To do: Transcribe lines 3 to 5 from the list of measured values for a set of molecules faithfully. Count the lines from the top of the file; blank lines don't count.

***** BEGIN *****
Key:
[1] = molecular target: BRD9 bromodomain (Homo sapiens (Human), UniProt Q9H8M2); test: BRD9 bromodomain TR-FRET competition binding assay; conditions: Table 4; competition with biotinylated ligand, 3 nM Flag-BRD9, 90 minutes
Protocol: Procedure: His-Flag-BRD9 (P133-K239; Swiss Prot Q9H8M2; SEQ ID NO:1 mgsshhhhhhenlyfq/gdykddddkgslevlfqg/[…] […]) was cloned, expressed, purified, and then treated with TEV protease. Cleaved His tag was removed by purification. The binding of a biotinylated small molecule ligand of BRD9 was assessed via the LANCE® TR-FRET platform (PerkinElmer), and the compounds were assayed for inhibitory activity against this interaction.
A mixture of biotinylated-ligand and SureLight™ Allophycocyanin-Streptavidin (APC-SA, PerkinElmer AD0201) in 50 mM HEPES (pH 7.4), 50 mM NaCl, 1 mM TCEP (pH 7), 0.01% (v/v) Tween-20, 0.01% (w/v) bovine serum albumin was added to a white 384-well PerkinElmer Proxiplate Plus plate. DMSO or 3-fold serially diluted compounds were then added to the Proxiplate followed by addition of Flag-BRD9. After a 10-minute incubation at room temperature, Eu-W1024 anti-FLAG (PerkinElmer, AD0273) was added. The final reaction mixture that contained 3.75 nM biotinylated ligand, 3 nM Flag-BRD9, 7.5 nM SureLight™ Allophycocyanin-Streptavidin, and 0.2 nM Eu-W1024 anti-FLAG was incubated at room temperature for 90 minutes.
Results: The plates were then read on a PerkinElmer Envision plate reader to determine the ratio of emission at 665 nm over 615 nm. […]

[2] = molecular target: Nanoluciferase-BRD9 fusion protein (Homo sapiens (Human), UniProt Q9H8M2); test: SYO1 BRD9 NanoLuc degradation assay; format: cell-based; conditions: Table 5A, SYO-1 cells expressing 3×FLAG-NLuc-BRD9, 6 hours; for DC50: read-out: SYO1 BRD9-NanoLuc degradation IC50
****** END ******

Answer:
Protocol: Procedure: His-Flag-BRD9 (P133-K239; Swiss Prot Q9H8M2; SEQ ID NO:1 mgsshhhhhhenlyfq/gdykddddkgslevlfqg/[…] […]) was cloned, expressed, purified, and then treated with TEV protease. Cleaved His tag was removed by purification. The binding of a biotinylated small molecule ligand of BRD9 was assessed via the LANCE® TR-FRET platform (PerkinElmer), and the compounds were assayed for inhibitory activity against this interaction.
A mixture of biotinylated-ligand and SureLight™ Allophycocyanin-Streptavidin (APC-SA, PerkinElmer AD0201) in 50 mM HEPES (pH 7.4), 50 mM NaCl, 1 mM TCEP (pH 7), 0.01% (v/v) Tween-20, 0.01% (w/v) bovine serum albumin was added to a white 384-well PerkinElmer Proxiplate Plus plate. DMSO or 3-fold serially diluted compounds were then added to the Proxiplate followed by addition of Flag-BRD9. After a 10-minute incubation at room temperature, Eu-W1024 anti-FLAG (PerkinElmer, AD0273) was added. The final reaction mixture that contained 3.75 nM biotinylated ligand, 3 nM Flag-BRD9, 7.5 nM SureLight™ Allophycocyanin-Streptavidin, and 0.2 nM Eu-W1024 anti-FLAG was incubated at room temperature for 90 minutes.
Results: The plates were then read on a PerkinElmer Envision plate reader to determine the ratio of emission at 665 nm over 615 nm. […]